The train is operated by the driver either from the engine footplate or from the compartment at the other end of the train, according to the direction of travel. In the driver's compartment are placed the necessary fittings to give him complete control of the train, These fittings consist of a driver's brake valve and air pressure gauges for operating the Westinghouse brake, a cord connected to the whistle on the engine, an electric bell operated from the footplate, a bell push for communication by bell code with the fireman, and an air valve controlling the movements of the steam regulator on the engine.
When the engine was not leading, the regulator on the engine could be operated by a lever worked by compressed air; when the engine was leading, the control lever could be disconnected, allowing the regulator to be controlled by hand in the ordinary way.
The fireman has the care of all work required on the engine footplate but the driver can, by an electric bell and a series of code rings, convey certain instructions to him, such as "Apply the brake" or "Shut the regulator".
However the trial of push and pull working here, and later on the GER Ramsey Branch, was not successful, due to the inability of the unit to handle peak passenger loading, or to deal with mixed trains. During World War I the Lower Edmonton to Cheshunt line was reopened to passenger traffic, and the push and pull unit was transferred there; it may be that the less rural character of the service was more suited to the trains.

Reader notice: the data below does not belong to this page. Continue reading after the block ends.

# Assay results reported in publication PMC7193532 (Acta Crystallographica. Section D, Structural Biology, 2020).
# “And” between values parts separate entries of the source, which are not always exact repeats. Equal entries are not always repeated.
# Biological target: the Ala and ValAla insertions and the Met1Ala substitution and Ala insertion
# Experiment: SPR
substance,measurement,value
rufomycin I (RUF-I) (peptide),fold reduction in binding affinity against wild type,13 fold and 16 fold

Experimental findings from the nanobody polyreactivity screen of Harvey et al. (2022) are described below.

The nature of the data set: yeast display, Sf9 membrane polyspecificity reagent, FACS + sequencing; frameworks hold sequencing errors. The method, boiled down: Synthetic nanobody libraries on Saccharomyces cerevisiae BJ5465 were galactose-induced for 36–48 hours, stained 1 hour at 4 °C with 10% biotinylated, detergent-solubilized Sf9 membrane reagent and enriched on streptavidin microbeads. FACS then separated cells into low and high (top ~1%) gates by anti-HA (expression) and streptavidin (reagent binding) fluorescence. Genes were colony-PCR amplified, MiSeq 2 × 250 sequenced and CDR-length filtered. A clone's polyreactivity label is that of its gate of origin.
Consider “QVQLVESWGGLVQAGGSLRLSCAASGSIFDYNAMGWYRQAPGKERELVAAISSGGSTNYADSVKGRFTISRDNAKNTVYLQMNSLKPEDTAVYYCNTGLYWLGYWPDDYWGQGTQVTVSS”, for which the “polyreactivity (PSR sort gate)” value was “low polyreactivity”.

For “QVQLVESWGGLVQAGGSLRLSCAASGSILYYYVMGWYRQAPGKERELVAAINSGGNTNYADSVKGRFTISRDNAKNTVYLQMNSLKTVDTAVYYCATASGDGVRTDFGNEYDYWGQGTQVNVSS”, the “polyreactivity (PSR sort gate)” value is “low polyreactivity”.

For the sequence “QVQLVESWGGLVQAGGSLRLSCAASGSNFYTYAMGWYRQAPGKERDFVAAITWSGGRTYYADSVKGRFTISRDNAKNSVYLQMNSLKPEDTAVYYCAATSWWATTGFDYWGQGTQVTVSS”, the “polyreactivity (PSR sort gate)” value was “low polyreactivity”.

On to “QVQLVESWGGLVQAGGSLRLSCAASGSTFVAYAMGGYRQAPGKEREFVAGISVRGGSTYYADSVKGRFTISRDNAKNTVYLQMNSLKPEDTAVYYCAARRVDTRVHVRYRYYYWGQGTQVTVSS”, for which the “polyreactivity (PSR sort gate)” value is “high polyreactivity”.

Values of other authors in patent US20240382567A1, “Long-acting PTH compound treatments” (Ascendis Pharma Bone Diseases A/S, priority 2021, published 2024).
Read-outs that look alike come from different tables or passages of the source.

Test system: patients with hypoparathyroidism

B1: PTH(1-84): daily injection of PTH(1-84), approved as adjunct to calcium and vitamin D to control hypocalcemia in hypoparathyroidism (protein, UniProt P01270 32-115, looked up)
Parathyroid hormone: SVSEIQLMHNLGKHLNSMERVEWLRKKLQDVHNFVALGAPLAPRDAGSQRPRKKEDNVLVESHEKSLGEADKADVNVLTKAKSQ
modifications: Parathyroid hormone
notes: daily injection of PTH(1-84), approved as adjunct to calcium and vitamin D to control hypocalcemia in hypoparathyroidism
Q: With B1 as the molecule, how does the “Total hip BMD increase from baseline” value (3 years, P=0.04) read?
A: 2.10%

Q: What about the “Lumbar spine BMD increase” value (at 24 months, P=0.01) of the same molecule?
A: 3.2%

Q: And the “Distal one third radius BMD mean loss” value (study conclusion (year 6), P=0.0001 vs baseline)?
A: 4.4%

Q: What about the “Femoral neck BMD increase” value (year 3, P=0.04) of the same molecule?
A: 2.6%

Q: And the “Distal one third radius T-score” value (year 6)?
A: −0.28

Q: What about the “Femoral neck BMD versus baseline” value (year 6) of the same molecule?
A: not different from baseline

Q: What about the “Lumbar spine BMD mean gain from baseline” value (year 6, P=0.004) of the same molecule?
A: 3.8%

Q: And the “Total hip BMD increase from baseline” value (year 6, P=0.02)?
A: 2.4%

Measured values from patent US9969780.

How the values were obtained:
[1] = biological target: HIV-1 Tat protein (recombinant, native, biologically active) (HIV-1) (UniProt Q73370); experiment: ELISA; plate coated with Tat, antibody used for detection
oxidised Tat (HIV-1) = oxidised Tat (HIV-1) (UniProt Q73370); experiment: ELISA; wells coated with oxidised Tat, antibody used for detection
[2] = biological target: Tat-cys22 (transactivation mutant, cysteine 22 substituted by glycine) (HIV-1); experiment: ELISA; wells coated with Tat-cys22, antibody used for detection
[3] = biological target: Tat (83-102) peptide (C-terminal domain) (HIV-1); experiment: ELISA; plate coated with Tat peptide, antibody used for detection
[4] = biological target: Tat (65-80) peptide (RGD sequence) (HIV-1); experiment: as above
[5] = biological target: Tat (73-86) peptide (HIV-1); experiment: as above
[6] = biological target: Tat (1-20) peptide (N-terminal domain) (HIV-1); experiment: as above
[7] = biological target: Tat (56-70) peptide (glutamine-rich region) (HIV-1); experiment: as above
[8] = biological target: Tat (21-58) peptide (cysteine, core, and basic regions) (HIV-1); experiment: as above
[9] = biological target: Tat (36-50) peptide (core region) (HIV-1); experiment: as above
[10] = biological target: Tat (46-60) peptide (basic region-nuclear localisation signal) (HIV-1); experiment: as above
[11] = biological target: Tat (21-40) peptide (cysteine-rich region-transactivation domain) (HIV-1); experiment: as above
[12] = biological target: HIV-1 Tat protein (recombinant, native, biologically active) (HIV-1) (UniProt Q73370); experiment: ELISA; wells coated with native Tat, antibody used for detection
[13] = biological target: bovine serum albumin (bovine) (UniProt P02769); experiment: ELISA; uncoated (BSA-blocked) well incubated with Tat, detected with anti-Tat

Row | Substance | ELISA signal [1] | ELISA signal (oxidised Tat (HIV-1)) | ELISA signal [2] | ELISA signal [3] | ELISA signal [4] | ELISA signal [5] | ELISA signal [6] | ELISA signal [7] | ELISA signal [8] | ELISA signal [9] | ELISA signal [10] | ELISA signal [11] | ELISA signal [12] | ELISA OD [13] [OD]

Following World War I there were a series of strikes in the railway industry, the coal mines, and generally they impaired the line's effectiveness, encouraging adoption of alternatives. At the same time road transport was beginning to be practicable, and from 1921 a road motor service was introduced, becoming an omnibus operation in 1922.
In that year the GER introduced the conductor-guard system on the line. The train guard issued tickets; the coaching stock was modified with a crude drop plate to enable the guard to move from one coach to another.